Eric Madiar: State’s pension obligations must be met.

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-By Eric Madiar. This op-ed appeared in the State Journal-Register.

Through its recent decisions, the Illinois Supreme Court delivered a clear message that pension reform efforts seeking to unilaterally reduce benefits simply cannot be squared with the Illinois Constitution’s pension clause. That outcome was hardly surprising given the plain language, drafting history, and prior court decisions interpreting the pension clause.

Now that the Illinois Supreme Court has clearly reaffirmed that welching is simply not an option the General Assembly may pursue, the question becomes what can legislators do?

As I recently wrote in the Chicago-Kent College of Law’s Illinois Public Employee Labor Report, the court’s recent decisions reveal that adherence to usual contract principles — offer, consideration, and acceptance — provides a legal avenue for structuring pension reform legislation that can achieve meaningful savings and square with the pension clause. In particular, the proposal offered by Senate President John J. Cullerton provides one such viable approach consistent with those principles despite recent criticism. Another perhaps more collaborative approach is engaging public sector labor unions and forging an agreement that reduces the pension benefits of current union employees through the collective bargaining process.

While some stakeholders portray amending the pension clause to permit unilateral benefits cuts or authorizing Illinois municipalities to file for federal bankruptcy to discharge their pension obligations as viable options, the Article shows that is simply not the case. Indeed, even if the clause were amended — a big if — a court would most likely find that the amendment violates the U.S. Constitution’s contracts or takings clause.

Moreover, the General Assembly simply lacks the legal power to enact the valid state law necessary under federal law to authorize its municipalities to file for bankruptcy. As the Illinois Supreme Court recently explained, there is “no possible basis for interpreting the pension clause to mean its protections can be overridden if the General Assembly deems it appropriate.” Accordingly, the clause withdraws from the legislature, as a matter of state law, the legal power to pass any statute authorizing municipal bankruptcy as a means to unilaterally discharge public pension obligations.

In the end, while contract principles and other permissible options can help mitigate the burden of State and municipal pension obligations, the state must still restructure its revenue system so it can meet, not simply defer its fiscal obligations. As Paul Simon observed in 1971, “We mortgage the future not only when we create bonded indebtedness; we also mortgage the future when we don’t pay into the pension systems as we should.”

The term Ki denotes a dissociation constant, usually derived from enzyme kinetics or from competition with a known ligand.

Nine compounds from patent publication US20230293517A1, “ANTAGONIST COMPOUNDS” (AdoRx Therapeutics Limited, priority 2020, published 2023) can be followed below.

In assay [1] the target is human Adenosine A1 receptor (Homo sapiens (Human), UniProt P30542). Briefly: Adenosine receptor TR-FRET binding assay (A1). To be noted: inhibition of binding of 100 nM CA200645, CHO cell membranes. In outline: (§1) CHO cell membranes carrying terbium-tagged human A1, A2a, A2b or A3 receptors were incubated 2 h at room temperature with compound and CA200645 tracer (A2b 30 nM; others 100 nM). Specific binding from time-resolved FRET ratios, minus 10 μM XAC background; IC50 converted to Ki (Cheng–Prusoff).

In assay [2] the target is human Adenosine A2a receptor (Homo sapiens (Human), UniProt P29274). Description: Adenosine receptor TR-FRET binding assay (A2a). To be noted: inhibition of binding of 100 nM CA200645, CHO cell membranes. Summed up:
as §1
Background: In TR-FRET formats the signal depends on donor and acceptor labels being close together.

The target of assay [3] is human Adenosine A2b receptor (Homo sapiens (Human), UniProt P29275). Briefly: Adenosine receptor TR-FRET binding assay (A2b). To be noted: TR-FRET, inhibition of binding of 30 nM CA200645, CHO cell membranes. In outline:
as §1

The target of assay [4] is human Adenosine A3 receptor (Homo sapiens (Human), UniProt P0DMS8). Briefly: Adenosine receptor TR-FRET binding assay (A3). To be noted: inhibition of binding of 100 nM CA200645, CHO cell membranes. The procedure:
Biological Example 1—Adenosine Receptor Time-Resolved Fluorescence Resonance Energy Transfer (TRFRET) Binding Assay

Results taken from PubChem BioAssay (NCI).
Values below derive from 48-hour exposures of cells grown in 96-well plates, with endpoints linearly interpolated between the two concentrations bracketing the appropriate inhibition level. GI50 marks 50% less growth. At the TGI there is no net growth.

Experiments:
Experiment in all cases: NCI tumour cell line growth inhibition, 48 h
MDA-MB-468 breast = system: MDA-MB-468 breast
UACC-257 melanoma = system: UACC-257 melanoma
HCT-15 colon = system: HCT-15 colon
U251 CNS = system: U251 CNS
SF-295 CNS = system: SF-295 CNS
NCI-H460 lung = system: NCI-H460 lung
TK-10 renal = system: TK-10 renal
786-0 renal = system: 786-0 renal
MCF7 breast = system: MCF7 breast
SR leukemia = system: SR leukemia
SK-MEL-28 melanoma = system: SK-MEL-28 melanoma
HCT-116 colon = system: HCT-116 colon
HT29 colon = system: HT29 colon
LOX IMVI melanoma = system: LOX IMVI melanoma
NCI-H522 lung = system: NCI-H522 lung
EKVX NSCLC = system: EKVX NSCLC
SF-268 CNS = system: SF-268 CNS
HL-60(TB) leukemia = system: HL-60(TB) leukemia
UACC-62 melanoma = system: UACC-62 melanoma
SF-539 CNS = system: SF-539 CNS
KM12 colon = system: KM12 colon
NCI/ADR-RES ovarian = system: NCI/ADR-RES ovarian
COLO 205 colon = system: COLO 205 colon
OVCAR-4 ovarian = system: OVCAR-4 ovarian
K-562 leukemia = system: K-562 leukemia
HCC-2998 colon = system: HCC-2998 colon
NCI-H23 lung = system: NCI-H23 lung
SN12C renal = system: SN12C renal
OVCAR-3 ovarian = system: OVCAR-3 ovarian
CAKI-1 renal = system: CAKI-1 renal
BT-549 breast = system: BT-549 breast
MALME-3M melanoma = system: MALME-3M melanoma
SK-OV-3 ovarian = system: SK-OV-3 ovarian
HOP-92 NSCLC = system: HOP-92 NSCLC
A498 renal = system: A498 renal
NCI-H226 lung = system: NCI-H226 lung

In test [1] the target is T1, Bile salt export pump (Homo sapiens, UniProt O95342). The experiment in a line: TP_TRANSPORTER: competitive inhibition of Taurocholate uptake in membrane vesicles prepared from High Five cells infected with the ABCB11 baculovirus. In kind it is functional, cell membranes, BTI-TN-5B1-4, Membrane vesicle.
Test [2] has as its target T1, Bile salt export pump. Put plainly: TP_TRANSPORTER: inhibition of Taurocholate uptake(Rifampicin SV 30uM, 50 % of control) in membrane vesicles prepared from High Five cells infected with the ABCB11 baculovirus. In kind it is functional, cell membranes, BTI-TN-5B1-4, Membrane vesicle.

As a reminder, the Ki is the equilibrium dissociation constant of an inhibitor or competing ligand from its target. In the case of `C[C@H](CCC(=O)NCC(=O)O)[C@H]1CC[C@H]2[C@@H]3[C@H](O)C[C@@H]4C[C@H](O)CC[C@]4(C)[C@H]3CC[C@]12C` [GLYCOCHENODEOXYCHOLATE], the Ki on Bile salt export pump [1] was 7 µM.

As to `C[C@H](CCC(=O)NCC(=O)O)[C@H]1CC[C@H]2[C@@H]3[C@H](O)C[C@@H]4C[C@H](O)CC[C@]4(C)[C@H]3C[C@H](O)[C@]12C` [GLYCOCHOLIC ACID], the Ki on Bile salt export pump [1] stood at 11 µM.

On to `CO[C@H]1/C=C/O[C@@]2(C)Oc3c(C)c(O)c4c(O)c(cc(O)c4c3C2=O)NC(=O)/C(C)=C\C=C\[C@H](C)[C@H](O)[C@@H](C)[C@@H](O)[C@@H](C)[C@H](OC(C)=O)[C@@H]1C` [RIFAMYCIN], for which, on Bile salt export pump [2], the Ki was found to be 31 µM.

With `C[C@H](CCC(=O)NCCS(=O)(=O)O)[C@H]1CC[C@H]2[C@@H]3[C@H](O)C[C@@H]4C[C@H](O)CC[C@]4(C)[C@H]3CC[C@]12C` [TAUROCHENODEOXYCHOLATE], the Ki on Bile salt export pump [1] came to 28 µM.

Revising our State’s revenue system, of course, will require political courage and entail tax increases. Welching on public pensions, however, is still not an option for Illinois.

— Eric Madiar is an attorney and government relations consultant based in Springfield, who previously served as chief legal counsel to Senate President John J. Cullerton from 2009-2014. To read his recent article, go to http://www.madiar.com/articles.

9 thoughts on “Eric Madiar: State’s pension obligations must be met.

  1. He is trying to carve out one exception still…t won’t work and it won’t effect those retired or even signed up…..I may have to eat crow on trump he is getting darker.

    • Distancing himself from Cullerton. Changing benefits by bargaining each district contract not really doable. Current employees are still protected. Pay up he says.

    • Fred, I enjoy reading your blog on a daily basis. I’m more of a reader than a contributor. David, your comment above states that Eric Madier’s pension reform idea based on consideration “won’t effect those signed up.” Could you elaborate on this? Is you statement based on the ISC decision from last year? I am in the pipeline and will retire in three years. I am, as you can guess, very apprehensive. Any thoughts you can share would be appreciated. Thank you for your time. Jim

      • Jim,
        David can explain his point of view. But I would say that based on the ISC decision, every current member of a state pension system, including TRS, is covered by the pension protection clause from the moment they were hired to the day they depart this earth once vested. That means you.

  2. It’s simply yet seemingly impossible to fix; the tax revenue we lose by 2/3’s of corporations paying no state taxes, as well as the wealthy making over 250K, are the real cause of the budget mess in Illinois. Let’s call it what it is – when the corporate wealthy elite pay less and less yet demand more and more tax breaks, where’s the money coming from? We need a progressive tax system in Illinois plain and simple. California is exhibit A for taxing high income earners at higher, not lesser, rates. Most of all it is just FAIR. They will never even notice the difference in their lifestyles.

  3. Yes exactly what Fred says. That doesnt mean the Gov or GA wont try to grab it or try some sort if buyout so always be wary.

  4. California has a strange definition of high income earners. The rates for middle-class earners are over 8% for income over $40,000. No thanks.

    Unlike Illinois, California also taxes retirement income. If you have a $75,000 pension in California, your effective tax rate is 7.5%. How many Illinois retirees – paying no state income taxes – would consider that fair?

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